Reopening America essential for the aggregate industry

By |  May 19, 2020


By mid-April, I lost track of how many weeks Pit & Quarry had been working from home because of the coronavirus pandemic. Time, during that stretch, lost some meaning.

So when P&Q’s parent company, North Coast Media, reopened its Cleveland office as an option for employees in May, I lunged at the opportunity to get out of the house, recapture some sense of normalcy and play a role in helping the nation stabilize.

Work life in the office isn’t what it was prior to the pandemic, but companies and their people learned a lot (social distancing, wearing masks) and had practical information reinforced (maintaining personal hygiene, cleaning surfaces) over the course of two months. That education, in addition to “flattening the curve,” afforded many parts of the country the chance to reopen.

The reopening of America is undoubtedly a controversial subject, though. There’s a lot of fear out there still. Some of that fear is real, but some of it is induced by a media that’s put all of its energy into this pandemic.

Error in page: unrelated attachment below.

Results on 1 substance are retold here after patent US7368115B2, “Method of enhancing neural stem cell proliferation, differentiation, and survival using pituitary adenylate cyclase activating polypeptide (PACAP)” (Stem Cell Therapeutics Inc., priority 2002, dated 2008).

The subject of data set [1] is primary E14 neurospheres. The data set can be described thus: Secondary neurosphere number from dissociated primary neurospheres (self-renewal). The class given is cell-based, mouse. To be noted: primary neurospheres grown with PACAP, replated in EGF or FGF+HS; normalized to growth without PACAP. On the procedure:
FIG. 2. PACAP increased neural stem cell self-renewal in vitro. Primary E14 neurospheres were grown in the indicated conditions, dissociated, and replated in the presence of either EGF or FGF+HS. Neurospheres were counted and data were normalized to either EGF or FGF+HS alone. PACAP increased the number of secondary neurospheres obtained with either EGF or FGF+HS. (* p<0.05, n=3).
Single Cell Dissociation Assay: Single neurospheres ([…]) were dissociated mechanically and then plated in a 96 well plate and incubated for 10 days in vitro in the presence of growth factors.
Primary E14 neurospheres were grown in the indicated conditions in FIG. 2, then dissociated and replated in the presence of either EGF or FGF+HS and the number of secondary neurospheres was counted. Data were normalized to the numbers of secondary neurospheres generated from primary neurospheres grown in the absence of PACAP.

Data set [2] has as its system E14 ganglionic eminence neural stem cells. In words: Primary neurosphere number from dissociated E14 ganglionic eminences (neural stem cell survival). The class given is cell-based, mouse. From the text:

The scene in New York, for example, is not what’s happening across rural America, where so many of our industry’s operations reside. Yet, so many decision-makers (politicians) and influencers (the media) insist on suppressing parts of the U.S. that have felt little to no impact of the coronavirus.

Playing a part

Photo: P&Q Staff

Getting America going again means doing the little things – regularly filling your gas tank, supporting local businesses – that collectively add up to generate the revenues the states need. Photo: P&Q Staff

As I checked in with producers about their well-being over the last couple of months, I was sometimes caught off guard when sources would share that business was good – even up in some instances – and that they weren’t feeling any significant effects from the coronavirus. I’m guessing some of the more remote producers probably wondered why I was calling about the matter at all.

Residing in a metro area like Cleveland and consuming daily media reports about the virus, I made assumptions early on for small-town America. But the United States, of course, is not a one-size-fits-all nation.

If you’re a producer in Lima, Ohio, or Billings, Montana, you probably wonder what was this all for? If you’re situated in or near a metro area, you’re probably more understanding of the drastic measures put in place.

I’m not a doctor, but I understand the chance for a resurgence and a second wave is very real. I also, however, believe in getting America going again and doing the little things (filling my gas tank, supporting local businesses) that collectively add up to generate the revenues that our struggling states need.

Industries like ours, after all, depend on those.

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About the Author:

Kevin Yanik is editor-in-chief of Pit & Quarry. He can be reached at 216-706-3724 or

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